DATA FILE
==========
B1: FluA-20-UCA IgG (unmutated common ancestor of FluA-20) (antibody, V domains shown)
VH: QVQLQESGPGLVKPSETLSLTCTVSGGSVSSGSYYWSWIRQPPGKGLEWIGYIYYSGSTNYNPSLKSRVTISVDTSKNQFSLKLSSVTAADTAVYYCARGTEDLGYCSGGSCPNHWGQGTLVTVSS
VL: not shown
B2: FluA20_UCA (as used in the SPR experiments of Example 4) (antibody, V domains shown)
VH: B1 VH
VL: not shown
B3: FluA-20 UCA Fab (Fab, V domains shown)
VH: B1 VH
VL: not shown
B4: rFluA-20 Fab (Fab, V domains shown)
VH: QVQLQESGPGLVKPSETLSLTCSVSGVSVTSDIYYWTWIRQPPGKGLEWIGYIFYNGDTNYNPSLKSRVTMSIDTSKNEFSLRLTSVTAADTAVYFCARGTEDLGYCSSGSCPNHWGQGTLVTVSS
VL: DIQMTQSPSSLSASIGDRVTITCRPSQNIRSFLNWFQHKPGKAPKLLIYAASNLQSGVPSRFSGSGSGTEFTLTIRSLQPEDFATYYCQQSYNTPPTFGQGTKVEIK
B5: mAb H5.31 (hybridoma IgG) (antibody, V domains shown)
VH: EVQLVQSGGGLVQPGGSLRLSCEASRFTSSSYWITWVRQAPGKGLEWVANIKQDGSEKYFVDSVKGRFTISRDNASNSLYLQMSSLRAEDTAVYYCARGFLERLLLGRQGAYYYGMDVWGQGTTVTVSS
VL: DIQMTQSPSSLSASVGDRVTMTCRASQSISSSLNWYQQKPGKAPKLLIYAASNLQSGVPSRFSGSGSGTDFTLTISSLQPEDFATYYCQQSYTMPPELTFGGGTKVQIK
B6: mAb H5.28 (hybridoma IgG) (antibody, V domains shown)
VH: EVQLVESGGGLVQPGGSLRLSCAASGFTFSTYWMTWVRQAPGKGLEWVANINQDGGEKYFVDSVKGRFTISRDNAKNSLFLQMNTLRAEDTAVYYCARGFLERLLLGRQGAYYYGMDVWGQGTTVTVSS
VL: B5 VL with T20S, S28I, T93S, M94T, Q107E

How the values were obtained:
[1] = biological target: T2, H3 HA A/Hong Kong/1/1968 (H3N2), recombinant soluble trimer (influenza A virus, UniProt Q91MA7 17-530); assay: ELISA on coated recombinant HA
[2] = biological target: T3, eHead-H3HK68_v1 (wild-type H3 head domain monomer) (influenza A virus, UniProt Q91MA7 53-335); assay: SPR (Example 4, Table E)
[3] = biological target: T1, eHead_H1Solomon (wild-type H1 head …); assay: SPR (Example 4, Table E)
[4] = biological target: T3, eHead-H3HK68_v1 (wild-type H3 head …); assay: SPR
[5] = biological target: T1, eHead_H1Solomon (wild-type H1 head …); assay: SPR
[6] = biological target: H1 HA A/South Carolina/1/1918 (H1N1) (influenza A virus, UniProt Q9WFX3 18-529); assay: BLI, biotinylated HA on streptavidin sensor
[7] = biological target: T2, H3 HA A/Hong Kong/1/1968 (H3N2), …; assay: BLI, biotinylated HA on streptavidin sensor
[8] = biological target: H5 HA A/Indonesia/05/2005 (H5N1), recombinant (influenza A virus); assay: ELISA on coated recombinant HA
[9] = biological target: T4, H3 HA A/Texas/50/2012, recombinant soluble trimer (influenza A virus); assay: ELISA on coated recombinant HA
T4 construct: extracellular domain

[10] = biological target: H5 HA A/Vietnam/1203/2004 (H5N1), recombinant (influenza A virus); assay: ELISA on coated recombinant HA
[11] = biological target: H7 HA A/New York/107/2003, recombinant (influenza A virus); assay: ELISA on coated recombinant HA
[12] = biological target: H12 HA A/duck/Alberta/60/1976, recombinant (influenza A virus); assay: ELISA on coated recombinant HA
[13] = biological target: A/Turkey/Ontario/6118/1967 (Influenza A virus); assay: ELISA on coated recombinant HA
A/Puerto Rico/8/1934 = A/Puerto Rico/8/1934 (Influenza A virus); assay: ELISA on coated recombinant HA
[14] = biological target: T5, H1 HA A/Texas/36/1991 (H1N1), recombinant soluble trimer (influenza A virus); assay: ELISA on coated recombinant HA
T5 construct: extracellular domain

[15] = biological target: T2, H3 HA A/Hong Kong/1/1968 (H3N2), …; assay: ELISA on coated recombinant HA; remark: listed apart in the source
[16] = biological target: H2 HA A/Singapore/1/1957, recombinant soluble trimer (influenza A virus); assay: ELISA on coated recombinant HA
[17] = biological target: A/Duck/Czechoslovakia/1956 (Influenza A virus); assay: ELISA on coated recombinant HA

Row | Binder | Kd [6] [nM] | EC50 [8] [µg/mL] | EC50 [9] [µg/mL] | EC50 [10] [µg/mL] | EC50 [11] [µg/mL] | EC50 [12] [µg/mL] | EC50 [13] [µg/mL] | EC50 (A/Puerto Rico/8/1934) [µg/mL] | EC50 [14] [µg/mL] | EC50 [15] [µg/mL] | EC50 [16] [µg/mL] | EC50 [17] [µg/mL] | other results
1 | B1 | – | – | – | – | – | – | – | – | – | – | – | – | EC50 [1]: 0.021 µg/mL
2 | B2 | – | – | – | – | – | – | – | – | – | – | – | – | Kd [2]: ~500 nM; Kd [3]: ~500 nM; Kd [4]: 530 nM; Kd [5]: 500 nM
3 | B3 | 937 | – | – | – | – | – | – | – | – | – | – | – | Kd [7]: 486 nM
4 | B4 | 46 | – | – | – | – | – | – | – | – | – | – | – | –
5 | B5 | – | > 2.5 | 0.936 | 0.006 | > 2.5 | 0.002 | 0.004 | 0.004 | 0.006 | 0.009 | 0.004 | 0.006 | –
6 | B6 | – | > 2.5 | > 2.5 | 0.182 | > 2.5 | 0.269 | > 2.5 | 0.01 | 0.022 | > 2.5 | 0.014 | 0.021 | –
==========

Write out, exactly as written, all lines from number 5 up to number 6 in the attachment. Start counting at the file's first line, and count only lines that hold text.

VH: B1 VH
VL: not shown